Sirigu Women Organization of
Pottery and Art (SWOPA)


The northern inner wall of the SWOPA meeting hall



Sirigu is a village in the northeastern part of Navrongo in the Kassena-Nankana Administrative District in the Upper East Region of Ghana. It is renown for its traditional arts of pottery, wall decoration, basket-weaving and mat-sewing. The women of Sirigu contributed to a large extent to the interior decoration of the Our Lady of Seven Sorrows Catholic Co-Cathedral in Navrongo in the Upper East Region, which is arguably one of the most respected cultural relics of the area.

Since 1997, more than 150 women of Sirigu have formed an organization for pottery and art. Their aim is to preserve and develop their traditional culture and to provide tourist services and produce high quality art that has its roots in the village culture. This way, they earn some money to supplement the farming activities and improve their social position. The women received intensive training to produce high quality pottery and paintings. Tourists guides have been trained to show visitors the cultural and natural beauties of the village.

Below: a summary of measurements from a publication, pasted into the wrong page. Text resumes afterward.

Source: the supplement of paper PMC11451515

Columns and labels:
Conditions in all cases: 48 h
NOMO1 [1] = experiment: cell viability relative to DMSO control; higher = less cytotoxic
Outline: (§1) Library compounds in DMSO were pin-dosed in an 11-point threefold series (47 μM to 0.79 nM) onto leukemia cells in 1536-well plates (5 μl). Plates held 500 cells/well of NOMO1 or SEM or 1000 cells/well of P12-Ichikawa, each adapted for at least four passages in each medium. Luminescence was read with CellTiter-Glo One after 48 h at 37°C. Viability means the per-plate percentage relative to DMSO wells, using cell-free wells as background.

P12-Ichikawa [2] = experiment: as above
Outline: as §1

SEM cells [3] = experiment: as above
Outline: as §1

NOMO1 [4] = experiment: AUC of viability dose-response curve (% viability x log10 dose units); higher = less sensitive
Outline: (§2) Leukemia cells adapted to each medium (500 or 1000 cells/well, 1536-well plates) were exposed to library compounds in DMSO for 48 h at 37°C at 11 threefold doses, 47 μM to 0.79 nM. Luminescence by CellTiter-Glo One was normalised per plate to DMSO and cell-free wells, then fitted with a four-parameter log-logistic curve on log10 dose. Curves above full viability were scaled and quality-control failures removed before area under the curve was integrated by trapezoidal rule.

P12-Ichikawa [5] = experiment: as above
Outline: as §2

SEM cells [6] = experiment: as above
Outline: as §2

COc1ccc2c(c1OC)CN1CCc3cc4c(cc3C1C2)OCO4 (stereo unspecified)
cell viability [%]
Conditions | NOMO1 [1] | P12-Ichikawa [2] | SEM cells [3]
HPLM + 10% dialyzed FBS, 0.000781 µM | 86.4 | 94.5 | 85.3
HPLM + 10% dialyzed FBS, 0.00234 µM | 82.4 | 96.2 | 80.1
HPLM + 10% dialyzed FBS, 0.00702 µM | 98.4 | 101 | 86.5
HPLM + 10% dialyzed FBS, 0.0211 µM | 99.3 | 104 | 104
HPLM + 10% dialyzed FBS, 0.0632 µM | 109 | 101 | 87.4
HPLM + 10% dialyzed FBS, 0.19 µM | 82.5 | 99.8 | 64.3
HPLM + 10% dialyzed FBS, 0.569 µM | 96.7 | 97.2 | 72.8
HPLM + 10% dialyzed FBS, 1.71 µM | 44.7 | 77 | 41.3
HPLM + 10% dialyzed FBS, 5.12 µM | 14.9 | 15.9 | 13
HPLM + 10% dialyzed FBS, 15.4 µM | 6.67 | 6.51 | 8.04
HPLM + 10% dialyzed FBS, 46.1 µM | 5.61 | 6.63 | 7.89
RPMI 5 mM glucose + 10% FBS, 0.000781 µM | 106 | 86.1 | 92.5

SWOPA was represented at the Ghana International Handicrafts Fair in 1997 and the National Festival of Arts and Culture (NAFAC) in 1998. At both fairs, the group drew a lot of people and some orders were made for their products. More recently, a well designed and decorated visitors'center with an art gallery and guest house has been built. Since 2002 Swopa has received many national awards for their outstanding tourist services and quality art work. A highlight was the visit of the Secretary General of UN, Kofi Annan, and his wife on August 16, 2002. Mr. Annan said of the women participating in the project, “These are people who have not given up, despite the difficulties.”

Go to SWOPA website and learn more!




The western inner wall of the SWOPA meeting hall



The southern inner wall of the SWOPA meeting hall. See also display of pots.




SWOPA Participation at NAFAC, 1998


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Last updated on March 9, 2004.